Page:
Mi Shebeirach is a traditional Hebrew prayer for healing, prayed publicly on behalf of another person who is ill. It starts with calling upon the God of our ancestors to physically and spiritually bless, restore, and heal the sick, and asks for God’s compassion and timeliness in healing the afflictions of those who are suffering. Mi Shebeirach is applicable if one’s suffering is emotional or mental and is not limited to physical afflictions. The prayer is derived from "mi" and shebeirach," meaning "the One who blessed." There are slightly different versions when praying for males or females due to the use of gender in the Hebrew language, which may not be the case in other languages.
This prayer is often recited in synagogue services after the Torah or Haftorah readings (though this may be variable in different congregations), but it is also included in Jewish chaplaincy, anniversaries of diagnoses, hospital and social work settings, medical support groups, and is often read at the bedsides of anyone who is ill and desires to pray for healing and strength. In synagogue services, the rabbi or cantor may recite several names of individuals known to be ill, and congregants have an opportunity to speak up and mention others they know who are in need of healing.
Though Mi Siebeirach started out as a Shabbat blessing for the whole congregation, dating back to possibly Babylonia around the same time the Yekum Purkan prayers were written around the 10th or 11th century, Mi Shebeirach became a prayer of healing during the late medieval era. Some Jewish communities, particularly Reform Jewish communities, stopped incorporating the Mi Shebeirach in their liturgies during the 1800s. This was a time in our history when healing from illnesses seemed to become more based on science and western medical practices, and it seemed that man was more effectively understanding and healing illness without the need to call out to God, the Great Physician.
However, the Mi Shebeirach saw a resurgence in liberal Jewish liturgy during the 1980s, when the AIDS crisis devastated Jewish life in some gay and lesbian synagogues, becoming a central prayer in some liberal Jewish communities at this time in history. As an HIV/AIDS diagnosis is almost always terminal, the prayer still deeply resonates in this community because it calls for spiritual renewal rather than simply physical healing; this distinction is made clear in liberal Jewish communities. However, the words for the Mi Shebeirach were only recorded in some rabbi manuals at this time, and were not well known by the average Jewish congregant, so not all congregations would use this prayer if they did not have a copy of the words available.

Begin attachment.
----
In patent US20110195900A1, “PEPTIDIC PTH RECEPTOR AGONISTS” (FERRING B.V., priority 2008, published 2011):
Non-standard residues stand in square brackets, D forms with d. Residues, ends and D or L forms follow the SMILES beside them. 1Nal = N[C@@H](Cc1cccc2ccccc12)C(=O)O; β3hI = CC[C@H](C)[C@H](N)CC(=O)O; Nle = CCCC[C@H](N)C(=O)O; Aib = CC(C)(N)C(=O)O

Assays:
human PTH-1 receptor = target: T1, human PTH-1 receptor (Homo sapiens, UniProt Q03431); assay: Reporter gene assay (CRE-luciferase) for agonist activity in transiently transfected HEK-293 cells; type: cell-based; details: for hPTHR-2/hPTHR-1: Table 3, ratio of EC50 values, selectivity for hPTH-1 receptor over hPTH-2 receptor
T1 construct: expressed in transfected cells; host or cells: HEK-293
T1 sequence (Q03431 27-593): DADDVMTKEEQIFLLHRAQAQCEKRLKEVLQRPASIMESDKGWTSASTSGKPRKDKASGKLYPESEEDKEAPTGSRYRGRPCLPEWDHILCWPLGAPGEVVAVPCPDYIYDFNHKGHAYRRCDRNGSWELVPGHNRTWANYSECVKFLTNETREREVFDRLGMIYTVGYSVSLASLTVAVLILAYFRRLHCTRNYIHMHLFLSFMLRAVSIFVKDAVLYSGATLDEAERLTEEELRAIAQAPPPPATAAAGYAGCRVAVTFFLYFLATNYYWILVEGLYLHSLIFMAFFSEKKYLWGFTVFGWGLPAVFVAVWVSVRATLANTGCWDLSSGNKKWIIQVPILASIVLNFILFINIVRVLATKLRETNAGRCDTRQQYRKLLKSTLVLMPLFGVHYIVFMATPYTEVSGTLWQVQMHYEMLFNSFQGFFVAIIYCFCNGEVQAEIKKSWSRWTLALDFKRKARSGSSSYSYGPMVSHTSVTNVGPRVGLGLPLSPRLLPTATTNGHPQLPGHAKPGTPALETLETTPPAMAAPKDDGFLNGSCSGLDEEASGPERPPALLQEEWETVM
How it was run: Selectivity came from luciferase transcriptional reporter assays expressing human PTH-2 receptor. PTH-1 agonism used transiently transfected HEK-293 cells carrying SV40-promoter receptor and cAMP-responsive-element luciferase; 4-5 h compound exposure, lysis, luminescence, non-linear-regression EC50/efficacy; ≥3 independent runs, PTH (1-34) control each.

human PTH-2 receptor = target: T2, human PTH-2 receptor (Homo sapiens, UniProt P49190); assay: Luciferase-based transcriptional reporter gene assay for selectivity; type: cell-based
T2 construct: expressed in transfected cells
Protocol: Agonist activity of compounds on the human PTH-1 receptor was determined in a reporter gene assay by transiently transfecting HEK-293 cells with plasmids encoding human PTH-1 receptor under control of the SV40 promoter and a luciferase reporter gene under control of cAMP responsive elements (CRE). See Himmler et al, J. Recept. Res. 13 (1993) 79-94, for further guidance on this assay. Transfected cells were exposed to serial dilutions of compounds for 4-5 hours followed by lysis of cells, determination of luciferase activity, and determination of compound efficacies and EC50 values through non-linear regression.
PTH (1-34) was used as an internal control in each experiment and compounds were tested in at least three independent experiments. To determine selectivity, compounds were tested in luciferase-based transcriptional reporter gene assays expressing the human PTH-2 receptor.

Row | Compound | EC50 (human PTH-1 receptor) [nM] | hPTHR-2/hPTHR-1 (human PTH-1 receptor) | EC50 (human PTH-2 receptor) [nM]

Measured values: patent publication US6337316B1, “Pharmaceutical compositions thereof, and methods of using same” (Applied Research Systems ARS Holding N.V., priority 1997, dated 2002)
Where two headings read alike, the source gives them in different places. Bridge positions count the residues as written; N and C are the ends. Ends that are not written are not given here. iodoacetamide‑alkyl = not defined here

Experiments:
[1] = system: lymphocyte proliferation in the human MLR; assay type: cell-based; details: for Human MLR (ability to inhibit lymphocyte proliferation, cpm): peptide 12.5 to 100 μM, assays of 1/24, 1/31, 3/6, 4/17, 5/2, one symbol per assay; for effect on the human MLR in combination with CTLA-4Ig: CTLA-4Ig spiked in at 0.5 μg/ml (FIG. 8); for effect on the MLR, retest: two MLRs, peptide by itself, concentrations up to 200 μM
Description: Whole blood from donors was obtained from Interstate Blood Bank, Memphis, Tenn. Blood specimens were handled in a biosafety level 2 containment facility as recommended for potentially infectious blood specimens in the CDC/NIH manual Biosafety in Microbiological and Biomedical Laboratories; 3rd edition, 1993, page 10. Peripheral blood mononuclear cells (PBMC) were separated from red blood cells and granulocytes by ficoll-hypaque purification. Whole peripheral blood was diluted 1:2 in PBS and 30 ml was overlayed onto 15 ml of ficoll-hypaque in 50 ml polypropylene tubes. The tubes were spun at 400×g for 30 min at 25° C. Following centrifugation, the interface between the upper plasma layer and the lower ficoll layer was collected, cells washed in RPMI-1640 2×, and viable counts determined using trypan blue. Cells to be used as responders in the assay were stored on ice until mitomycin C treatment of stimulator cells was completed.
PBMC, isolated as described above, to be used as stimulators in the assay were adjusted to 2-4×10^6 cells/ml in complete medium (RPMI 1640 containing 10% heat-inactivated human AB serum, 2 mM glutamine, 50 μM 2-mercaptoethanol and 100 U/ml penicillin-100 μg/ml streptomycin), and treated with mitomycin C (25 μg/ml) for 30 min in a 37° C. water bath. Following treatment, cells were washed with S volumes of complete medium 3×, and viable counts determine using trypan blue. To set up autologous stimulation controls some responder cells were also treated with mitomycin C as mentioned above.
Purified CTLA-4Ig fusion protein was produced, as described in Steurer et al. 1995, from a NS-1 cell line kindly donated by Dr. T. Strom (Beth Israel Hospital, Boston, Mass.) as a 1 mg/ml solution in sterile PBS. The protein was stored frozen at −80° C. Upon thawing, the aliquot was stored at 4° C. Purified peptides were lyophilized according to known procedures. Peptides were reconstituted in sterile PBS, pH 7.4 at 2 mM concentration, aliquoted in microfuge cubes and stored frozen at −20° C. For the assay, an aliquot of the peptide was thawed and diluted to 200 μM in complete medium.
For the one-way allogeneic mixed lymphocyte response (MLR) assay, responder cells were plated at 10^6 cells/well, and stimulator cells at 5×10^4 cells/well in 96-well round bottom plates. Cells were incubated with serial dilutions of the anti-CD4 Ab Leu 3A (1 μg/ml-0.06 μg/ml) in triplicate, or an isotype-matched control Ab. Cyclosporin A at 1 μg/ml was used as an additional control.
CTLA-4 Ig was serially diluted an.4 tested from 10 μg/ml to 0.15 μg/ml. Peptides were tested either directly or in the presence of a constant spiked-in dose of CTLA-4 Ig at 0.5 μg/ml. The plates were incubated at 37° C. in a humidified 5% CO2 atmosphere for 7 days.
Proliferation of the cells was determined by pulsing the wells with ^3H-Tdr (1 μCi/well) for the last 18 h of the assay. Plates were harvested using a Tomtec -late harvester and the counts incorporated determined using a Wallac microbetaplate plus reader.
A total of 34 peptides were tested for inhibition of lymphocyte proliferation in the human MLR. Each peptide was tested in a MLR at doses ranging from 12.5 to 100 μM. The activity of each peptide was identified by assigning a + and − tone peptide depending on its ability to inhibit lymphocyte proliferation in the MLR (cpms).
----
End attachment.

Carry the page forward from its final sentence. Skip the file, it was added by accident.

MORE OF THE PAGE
Today, many congregations will include "mi shebeirach" lists of those who are ill and in need of prayer, and sometimes people will add themselves to the list if, for example, a surgery or another medical procedure is upcoming and the individual is requesting prayer. Other congregations may have different variations for those who need healing from unhealthy relationships, from sins such as gossip or slander or dishonesty, or for mothers soon anticipating giving birth. Other variations on the traditional Mi Shebeirach may be incorporated into bar/bat mitzvahs, brit milah (circumcision), marriage or anniversary ceremonies, Israeli Defense Forces prayer services, or occasionally certain holidays or other occasions.
Mi Shebeirach is not an officially mandated prayer in Jewish religious life, but many congregations choose to add it in anyway. Therefore, there is much liberty with how a congregation chooses to bless the ill with this prayer, and how one congregation chooses to include the Mi Shebeirach prayer may not be the same as the next congregation. Some congregations may recite the prayer in Hebrew, whereas other congregations may choose to use the vernacular language. In more liberal Jewish communities, Mi Shebeirach has become the central prayer of healing and has more prominence in their religious practices.
Many congregations will also sign the beautiful Hebrew-English version of Mi Shebeirach that Debbie Friedman, a well-known Jewish songwriter, released in her 1989 album And You Shall Be a Blessing.